Duke Treadmill Score Calculator

Created by Joanna Michałowska, PhD candidate
Reviewed by Dominik Czernia, PhD candidate and Jack Bowater
Last updated: Feb 15, 2022

The Duke treadmill score calculator predicts the risk of ischemia or infraction in the heart. The Duke score is based on the treadmill exercise test and we use it to predict prognosis and plan further treatment for patients with suspected coronary artery disease.

In the article below to you will find more information about this coronary artery disease test and it's components.

We try our best to make our Omni Calculators as precise and reliable as possible. However, this tool can never replace professional medical advice.

Coronary artery disease

Coronary artery disease (CAD) is the most common type of heart disease in the United States. Its other names include coronary heart disease or ischemic heart disease. For some people, the first sign of CAD can be a heart attack; however, many patients experience various symptoms of this illness beforehand.

Coronary artery disease is caused by plaque buildup in the walls of the arteries, which supply blood to the heart, and other parts of the human body. The plaque, built from cholesterol and other substances, successively narrows the arteries, which limits the blood flow or can block it entirely.

The symptoms and complications of CAD include:

  • angina;
  • chest pain and discomfort;
  • heart attack (weakness, nausea, angina, chest pain, cold sweat, and shortness of breath); and
  • heart failure (dyspnea, fatigue, shortness of breath, swelling in the legs, rapid and irregular heartbeat).

The risk factors for CAD include:

If a patient is at a high risk of heart disease or already has symptoms, the doctor can use several tests to diagnose CAD. One of the coronary artery disease tests is exercise stress test. Use the Duke treadmill score calculator to obtain the information required to assess the patient's health.

Duke treadmill score

The Duke Treadmill Score is a weighted index using treadmill exercise time (performed according to the standard Bruce protocol), maximum net ST-segment deviation (depression or elevation), and exercise-induced angina. It was developed to provide diagnostic and prognostic information to help evaluate patients with suspected coronary heart disease.

The typical observed range for Duke treadmill score starts from -25 (the highest risk) up to +15 (the lowest risk).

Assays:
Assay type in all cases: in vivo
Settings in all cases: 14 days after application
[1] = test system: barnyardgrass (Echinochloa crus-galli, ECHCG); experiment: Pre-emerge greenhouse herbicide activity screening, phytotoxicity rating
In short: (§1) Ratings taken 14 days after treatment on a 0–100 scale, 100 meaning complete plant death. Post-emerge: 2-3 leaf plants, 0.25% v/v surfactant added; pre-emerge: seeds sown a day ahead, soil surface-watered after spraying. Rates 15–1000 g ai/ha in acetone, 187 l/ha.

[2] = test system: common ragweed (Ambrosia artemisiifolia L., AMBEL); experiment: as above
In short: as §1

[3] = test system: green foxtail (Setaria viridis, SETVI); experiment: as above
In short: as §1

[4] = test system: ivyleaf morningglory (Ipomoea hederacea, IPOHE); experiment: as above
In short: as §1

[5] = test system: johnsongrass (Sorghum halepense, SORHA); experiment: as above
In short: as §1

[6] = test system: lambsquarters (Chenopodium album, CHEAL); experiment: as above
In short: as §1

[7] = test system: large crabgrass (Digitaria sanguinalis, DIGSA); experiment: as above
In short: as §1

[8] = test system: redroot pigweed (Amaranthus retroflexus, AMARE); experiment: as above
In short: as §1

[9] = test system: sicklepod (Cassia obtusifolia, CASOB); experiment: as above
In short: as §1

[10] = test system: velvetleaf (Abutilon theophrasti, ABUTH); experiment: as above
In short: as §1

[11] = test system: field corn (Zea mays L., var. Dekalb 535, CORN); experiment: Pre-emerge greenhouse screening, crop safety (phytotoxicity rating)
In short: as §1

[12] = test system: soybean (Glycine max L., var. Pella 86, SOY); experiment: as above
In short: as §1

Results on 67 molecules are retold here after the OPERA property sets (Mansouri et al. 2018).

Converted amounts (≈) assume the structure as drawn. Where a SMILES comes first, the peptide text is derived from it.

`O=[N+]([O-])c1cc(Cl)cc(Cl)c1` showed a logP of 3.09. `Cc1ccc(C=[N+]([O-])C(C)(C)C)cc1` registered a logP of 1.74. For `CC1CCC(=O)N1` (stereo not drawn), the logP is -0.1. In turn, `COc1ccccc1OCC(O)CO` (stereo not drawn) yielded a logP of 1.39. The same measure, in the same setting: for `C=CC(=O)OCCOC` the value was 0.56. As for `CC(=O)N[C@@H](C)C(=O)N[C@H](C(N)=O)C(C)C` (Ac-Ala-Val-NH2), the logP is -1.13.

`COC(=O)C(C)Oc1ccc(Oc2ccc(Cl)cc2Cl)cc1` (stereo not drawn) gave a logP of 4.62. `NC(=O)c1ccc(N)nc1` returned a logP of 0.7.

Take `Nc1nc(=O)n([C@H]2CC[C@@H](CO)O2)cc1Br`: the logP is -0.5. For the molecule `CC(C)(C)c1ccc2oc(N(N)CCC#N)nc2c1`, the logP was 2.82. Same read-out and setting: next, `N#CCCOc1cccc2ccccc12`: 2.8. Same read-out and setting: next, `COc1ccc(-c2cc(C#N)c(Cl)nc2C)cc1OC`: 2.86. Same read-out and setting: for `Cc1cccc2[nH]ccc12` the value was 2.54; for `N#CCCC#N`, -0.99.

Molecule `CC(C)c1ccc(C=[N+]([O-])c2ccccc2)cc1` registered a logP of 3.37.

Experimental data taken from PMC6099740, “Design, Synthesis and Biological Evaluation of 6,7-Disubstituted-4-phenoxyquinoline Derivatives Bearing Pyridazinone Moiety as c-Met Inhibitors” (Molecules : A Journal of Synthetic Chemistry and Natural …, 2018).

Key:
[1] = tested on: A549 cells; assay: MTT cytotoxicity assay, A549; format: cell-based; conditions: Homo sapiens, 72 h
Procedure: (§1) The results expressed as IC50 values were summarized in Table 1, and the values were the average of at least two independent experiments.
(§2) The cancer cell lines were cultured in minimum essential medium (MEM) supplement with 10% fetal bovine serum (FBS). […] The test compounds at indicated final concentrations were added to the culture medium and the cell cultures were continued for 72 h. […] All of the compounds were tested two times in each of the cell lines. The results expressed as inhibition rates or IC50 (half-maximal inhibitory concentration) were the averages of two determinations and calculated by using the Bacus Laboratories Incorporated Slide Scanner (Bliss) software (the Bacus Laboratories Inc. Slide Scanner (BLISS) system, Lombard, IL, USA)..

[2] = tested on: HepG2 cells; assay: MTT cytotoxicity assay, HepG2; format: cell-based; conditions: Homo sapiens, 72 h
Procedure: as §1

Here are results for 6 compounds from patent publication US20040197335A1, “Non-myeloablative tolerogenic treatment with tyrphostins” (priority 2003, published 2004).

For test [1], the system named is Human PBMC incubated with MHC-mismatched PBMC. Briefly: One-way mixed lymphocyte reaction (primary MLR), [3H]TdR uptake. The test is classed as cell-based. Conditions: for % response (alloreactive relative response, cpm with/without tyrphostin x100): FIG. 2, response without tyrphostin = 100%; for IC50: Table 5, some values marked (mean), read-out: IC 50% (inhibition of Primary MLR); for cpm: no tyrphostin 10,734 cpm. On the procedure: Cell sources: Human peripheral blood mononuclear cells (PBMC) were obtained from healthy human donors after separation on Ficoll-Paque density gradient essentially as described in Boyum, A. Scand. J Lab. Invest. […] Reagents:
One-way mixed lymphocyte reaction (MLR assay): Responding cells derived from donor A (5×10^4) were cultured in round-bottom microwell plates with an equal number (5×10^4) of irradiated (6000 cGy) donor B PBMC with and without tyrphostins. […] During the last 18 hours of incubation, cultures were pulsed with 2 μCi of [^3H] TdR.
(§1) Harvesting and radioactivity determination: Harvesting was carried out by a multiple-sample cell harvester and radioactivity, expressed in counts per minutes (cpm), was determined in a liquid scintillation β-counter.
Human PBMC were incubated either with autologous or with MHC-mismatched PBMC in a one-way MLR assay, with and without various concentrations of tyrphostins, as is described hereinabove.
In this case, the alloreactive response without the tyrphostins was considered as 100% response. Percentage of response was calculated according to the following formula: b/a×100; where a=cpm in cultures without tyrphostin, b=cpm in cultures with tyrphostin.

The Duke score equation is as following:

Duke score = exercise – 5 * ST-segment dev. – 4 * TAI,


  • exercise is the duration of exercise expressed in minutes;

  • ST-segment dev. is the maximal net ST-segment deviation expressed in millimeters. ST deviation refers to maximum ST change (elevation or depression) in any lead except lead aVR; and

  • TAI is the Treadmill Angina Index, that we can describe as follows:

Treadmill angina index
no angina/pain
typical angina (pain limited to the exercise period)
exercise stopped, because of angina

Coronary artery disease test (Duke score) - interpretation

According to the Duke treadmill score, patients are categorized as low-risk, intermediate-risk or high-risk.

Interpretation is based on a paper by Mark BD et al. 1991:

Risk group
Survival at 4 years
-10 to +4
less than -10

Duke treadmill score calculator - a practical example

Let's use a practical example to show how the Duke treadmill score calculator works.

The patient named Susan took a Duke treadmill test. She was exercising for 8 minutes, and didn't experience any pain during the test. Her maximal net ST-segment deviation was equal to 0.6 mm.

The Duke score will be calculated as follows:

  1. Duke score = exercise – 5 * ST-segment dev. – 4 * TAI

  2. Duke score = 8 min – 5 × 0.6 mm – 4 × 0

  3. Duke score = 8 - 3

  4. Duke score = 5

Interpretation: Susan is a low-risk patient.

Joanna Michałowska, PhD candidate
Max ST-segment deviation
Angina index
No angina during exercise
Duke treadmill score
Results interpretation:
ScoreRisk groupSurvival at 4 years
-10 to 4Medium95%
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